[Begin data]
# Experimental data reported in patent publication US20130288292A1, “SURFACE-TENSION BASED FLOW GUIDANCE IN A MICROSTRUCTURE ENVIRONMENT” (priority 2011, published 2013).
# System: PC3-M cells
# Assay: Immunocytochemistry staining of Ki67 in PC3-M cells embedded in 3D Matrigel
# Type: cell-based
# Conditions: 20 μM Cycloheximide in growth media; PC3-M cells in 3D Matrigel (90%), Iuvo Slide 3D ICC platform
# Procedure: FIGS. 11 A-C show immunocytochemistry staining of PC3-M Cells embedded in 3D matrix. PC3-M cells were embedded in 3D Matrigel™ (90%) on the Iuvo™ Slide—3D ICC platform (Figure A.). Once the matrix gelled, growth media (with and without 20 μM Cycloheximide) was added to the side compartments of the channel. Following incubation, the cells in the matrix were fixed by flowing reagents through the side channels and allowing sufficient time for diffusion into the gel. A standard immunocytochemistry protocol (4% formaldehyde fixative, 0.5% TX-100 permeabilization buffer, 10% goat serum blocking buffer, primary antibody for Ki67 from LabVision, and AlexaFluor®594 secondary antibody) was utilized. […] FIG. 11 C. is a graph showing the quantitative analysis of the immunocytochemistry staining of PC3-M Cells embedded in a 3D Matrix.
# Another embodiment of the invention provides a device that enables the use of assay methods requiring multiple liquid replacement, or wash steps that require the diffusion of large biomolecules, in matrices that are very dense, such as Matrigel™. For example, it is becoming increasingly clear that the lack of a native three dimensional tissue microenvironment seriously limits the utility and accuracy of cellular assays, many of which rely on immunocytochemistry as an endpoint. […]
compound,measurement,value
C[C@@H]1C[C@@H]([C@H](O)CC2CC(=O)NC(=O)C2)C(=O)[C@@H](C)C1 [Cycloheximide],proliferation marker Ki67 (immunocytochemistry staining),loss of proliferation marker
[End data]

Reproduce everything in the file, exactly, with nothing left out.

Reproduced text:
# Experimental data reported in patent publication US20130288292A1, “SURFACE-TENSION BASED FLOW GUIDANCE IN A MICROSTRUCTURE ENVIRONMENT” (priority 2011, published 2013).
# System: PC3-M cells
# Assay: Immunocytochemistry staining of Ki67 in PC3-M cells embedded in 3D Matrigel
# Type: cell-based
# Conditions: 20 μM Cycloheximide in growth media; PC3-M cells in 3D Matrigel (90%), Iuvo Slide 3D ICC platform
# Procedure: FIGS. 11 A-C show immunocytochemistry staining of PC3-M Cells embedded in 3D matrix. PC3-M cells were embedded in 3D Matrigel™ (90%) on the Iuvo™ Slide—3D ICC platform (Figure A.). Once the matrix gelled, growth media (with and without 20 μM Cycloheximide) was added to the side compartments of the channel. Following incubation, the cells in the matrix were fixed by flowing reagents through the side channels and allowing sufficient time for diffusion into the gel. A standard immunocytochemistry protocol (4% formaldehyde fixative, 0.5% TX-100 permeabilization buffer, 10% goat serum blocking buffer, primary antibody for Ki67 from LabVision, and AlexaFluor®594 secondary antibody) was utilized. […] FIG. 11 C. is a graph showing the quantitative analysis of the immunocytochemistry staining of PC3-M Cells embedded in a 3D Matrix.
# Another embodiment of the invention provides a device that enables the use of assay methods requiring multiple liquid replacement, or wash steps that require the diffusion of large biomolecules, in matrices that are very dense, such as Matrigel™. For example, it is becoming increasingly clear that the lack of a native three dimensional tissue microenvironment seriously limits the utility and accuracy of cellular assays, many of which rely on immunocytochemistry as an endpoint. […]
compound,measurement,value
C[C@@H]1C[C@@H]([C@H](O)CC2CC(=O)NC(=O)C2)C(=O)[C@@H](C)C1 [Cycloheximide],proliferation marker Ki67 (immunocytochemistry staining),loss of proliferation marker